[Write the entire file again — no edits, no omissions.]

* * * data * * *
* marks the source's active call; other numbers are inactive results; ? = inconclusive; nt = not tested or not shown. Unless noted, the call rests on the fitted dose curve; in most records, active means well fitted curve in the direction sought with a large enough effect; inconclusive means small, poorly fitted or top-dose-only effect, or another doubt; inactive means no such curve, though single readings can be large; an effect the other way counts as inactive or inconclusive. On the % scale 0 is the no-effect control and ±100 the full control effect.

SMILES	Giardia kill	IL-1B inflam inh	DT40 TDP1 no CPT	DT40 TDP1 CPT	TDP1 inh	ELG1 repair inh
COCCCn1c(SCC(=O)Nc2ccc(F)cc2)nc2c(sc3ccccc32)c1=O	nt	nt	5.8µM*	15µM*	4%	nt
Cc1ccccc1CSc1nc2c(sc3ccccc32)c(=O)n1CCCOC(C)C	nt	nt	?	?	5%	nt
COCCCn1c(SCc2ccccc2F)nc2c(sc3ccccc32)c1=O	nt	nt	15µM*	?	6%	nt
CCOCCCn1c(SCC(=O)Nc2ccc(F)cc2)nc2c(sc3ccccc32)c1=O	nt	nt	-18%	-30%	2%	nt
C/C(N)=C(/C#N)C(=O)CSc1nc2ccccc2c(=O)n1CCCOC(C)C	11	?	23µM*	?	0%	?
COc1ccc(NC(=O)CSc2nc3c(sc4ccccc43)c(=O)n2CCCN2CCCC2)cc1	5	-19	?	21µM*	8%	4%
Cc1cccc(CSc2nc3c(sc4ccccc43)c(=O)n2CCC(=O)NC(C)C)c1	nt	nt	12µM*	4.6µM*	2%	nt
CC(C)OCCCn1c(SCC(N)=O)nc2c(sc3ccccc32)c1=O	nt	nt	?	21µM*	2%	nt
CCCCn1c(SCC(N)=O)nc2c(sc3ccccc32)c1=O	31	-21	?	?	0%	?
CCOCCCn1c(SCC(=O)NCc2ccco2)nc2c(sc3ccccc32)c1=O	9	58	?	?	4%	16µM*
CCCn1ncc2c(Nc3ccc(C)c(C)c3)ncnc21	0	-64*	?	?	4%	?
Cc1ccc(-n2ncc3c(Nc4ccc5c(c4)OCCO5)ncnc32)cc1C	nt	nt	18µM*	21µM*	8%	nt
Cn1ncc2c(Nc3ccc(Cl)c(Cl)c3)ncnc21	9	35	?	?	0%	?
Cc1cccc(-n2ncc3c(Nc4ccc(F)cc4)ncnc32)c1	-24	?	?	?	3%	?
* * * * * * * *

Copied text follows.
* marks the source's active call; other numbers are inactive results; ? = inconclusive; nt = not tested or not shown. Unless noted, the call rests on the fitted dose curve; in most records, active means well fitted curve in the direction sought with a large enough effect; inconclusive means small, poorly fitted or top-dose-only effect, or another doubt; inactive means no such curve, though single readings can be large; an effect the other way counts as inactive or inconclusive. On the % scale 0 is the no-effect control and ±100 the full control effect.

SMILES	Giardia kill	IL-1B inflam inh	DT40 TDP1 no CPT	DT40 TDP1 CPT	TDP1 inh	ELG1 repair inh
COCCCn1c(SCC(=O)Nc2ccc(F)cc2)nc2c(sc3ccccc32)c1=O	nt	nt	5.8µM*	15µM*	4%	nt
Cc1ccccc1CSc1nc2c(sc3ccccc32)c(=O)n1CCCOC(C)C	nt	nt	?	?	5%	nt
COCCCn1c(SCc2ccccc2F)nc2c(sc3ccccc32)c1=O	nt	nt	15µM*	?	6%	nt
CCOCCCn1c(SCC(=O)Nc2ccc(F)cc2)nc2c(sc3ccccc32)c1=O	nt	nt	-18%	-30%	2%	nt
C/C(N)=C(/C#N)C(=O)CSc1nc2ccccc2c(=O)n1CCCOC(C)C	11	?	23µM*	?	0%	?
COc1ccc(NC(=O)CSc2nc3c(sc4ccccc43)c(=O)n2CCCN2CCCC2)cc1	5	-19	?	21µM*	8%	4%
Cc1cccc(CSc2nc3c(sc4ccccc43)c(=O)n2CCC(=O)NC(C)C)c1	nt	nt	12µM*	4.6µM*	2%	nt
CC(C)OCCCn1c(SCC(N)=O)nc2c(sc3ccccc32)c1=O	nt	nt	?	21µM*	2%	nt
CCCCn1c(SCC(N)=O)nc2c(sc3ccccc32)c1=O	31	-21	?	?	0%	?
CCOCCCn1c(SCC(=O)NCc2ccco2)nc2c(sc3ccccc32)c1=O	9	58	?	?	4%	16µM*
CCCn1ncc2c(Nc3ccc(C)c(C)c3)ncnc21	0	-64*	?	?	4%	?
Cc1ccc(-n2ncc3c(Nc4ccc5c(c4)OCCO5)ncnc32)cc1C	nt	nt	18µM*	21µM*	8%	nt
Cn1ncc2c(Nc3ccc(Cl)c(Cl)c3)ncnc21	9	35	?	?	0%	?
Cc1cccc(-n2ncc3c(Nc4ccc(F)cc4)ncnc32)c1	-24	?	?	?	3%	?